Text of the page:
I’ve been doing some business networking for a while now. Despite being a social being, it’s not something I particularly enjoy, as I hate the whole elevator pitch thing. But the more I’ve done it, the easier I’ve found it. Mind you, shaking from head to toe while trying desperately to read from a printed script was a pretty low starting point 😀
It’s all been online for a while which has helped a bit. But when I finally broke from the script I’d prepared and spoke from the heart – what happened? Did I fall flat on my (virtual) face? No, in fact I was relieved to see lots of faces nodding in agreement. And that’s the problem with a script – it sounds like one. It’s one reason why we hate call centres – because they have to keep to the script no matter what.
This probably seems some a small thing, and to most people, it is. But, when I was in my early twenties, I had to give a couple of speeches. The first one went well, and that meant I relaxed a bit too much for the second one. It went fine, till about three-quarters of the way through… when my mind went blank. Fortunately the host realised and stepped in, moving rapidly to questions – but it left me shaken. I’d suffered with stage fright in school, but thought it was just a teenage thing. In fact, the experience shook me so much, I’ve actively avoided being put in that kind of position again – which, unsurprisingly, limited my career options.
Remembering that experience means I’ll never be tempted to wing it, for I know how preparation is key. Nevertheless, no matter how practised and polished I am ahead of time, by the time I’ve listened to everyone else and taken notes, there’s no way I could repeat my “bit” verbatim, for it’s but a faint memory. But having prepared, I’ll know my train of thought, and be clear on the message I want to get across.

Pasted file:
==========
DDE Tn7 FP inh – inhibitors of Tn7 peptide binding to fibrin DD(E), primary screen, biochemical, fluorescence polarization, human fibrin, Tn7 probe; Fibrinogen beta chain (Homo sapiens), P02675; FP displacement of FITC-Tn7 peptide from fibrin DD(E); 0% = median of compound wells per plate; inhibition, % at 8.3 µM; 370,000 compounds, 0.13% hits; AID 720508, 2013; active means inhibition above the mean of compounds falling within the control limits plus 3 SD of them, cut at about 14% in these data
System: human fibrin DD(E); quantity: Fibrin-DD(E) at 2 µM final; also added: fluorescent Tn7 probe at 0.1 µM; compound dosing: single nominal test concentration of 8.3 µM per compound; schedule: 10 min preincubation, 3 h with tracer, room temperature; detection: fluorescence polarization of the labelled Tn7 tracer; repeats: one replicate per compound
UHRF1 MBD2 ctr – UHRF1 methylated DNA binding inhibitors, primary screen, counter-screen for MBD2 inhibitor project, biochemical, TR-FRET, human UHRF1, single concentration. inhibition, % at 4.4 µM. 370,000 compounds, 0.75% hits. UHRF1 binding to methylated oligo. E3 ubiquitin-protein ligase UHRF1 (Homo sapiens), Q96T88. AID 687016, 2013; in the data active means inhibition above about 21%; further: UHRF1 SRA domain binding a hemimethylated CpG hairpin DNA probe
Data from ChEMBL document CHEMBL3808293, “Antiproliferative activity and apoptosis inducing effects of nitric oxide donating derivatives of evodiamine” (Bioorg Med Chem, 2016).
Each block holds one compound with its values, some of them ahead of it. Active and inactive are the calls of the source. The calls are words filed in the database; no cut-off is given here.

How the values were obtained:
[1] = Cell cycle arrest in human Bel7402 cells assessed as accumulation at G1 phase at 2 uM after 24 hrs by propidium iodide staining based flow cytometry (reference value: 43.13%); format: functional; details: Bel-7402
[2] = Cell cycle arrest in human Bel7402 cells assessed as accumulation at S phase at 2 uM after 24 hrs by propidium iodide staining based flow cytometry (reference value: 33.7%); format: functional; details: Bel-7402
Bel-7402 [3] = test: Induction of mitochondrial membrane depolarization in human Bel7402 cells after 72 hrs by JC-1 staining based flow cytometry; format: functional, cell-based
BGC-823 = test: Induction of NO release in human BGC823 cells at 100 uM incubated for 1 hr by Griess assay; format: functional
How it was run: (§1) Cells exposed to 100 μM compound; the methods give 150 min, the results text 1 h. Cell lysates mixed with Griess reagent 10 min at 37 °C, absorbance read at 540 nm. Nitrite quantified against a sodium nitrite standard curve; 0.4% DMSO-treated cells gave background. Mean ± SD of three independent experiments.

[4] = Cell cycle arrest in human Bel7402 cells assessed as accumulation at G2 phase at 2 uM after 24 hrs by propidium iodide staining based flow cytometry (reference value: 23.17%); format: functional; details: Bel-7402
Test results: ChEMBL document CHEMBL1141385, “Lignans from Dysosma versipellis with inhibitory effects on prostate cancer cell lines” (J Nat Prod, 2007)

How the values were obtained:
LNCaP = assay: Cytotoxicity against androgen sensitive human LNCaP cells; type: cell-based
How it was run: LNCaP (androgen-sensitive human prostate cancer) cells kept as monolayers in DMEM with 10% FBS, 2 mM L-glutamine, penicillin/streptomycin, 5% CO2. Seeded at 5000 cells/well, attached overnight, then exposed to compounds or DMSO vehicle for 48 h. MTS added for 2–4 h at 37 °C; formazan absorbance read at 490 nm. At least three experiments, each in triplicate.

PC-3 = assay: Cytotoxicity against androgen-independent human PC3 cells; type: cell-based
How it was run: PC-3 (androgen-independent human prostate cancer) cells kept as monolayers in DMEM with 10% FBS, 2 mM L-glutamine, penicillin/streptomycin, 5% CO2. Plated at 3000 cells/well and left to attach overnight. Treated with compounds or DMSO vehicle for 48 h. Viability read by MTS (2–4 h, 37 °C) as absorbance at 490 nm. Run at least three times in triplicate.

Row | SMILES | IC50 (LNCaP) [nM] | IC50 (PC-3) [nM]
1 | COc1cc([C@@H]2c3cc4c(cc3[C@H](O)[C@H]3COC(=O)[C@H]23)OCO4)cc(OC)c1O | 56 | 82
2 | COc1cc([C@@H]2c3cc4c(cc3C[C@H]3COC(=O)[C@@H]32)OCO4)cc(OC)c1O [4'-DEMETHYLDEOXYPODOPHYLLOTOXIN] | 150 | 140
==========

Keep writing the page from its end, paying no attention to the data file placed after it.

Remarkably, I’m about to start teaching – and learning how to deliver a networking pitch, was the first just one of the myriad steps I’ve been taking to overcome this long held fear. Even more recently, I’ve been doing some training to speak to camera, and to speak live to camera. With every step taken, the fear has grown smaller. The other important factor is I’ve trained myself to expect things to go wrong – so I can laugh rather than panic when they do. In the past, I’ve found it impossible to visualise myself standing up in front of a group of people – and managing to speak – yet that is exactly what I’m going to be doing. It’s even possible that – over time – the audience will grow. Although the idea of a a podium and a large audience still gives me butterflies, in a weird way, I’m rather looking forward to it.
What fears have you faced over the years? Have you got a tried & trusted method for overcoming them?
© Debra Carey, 2021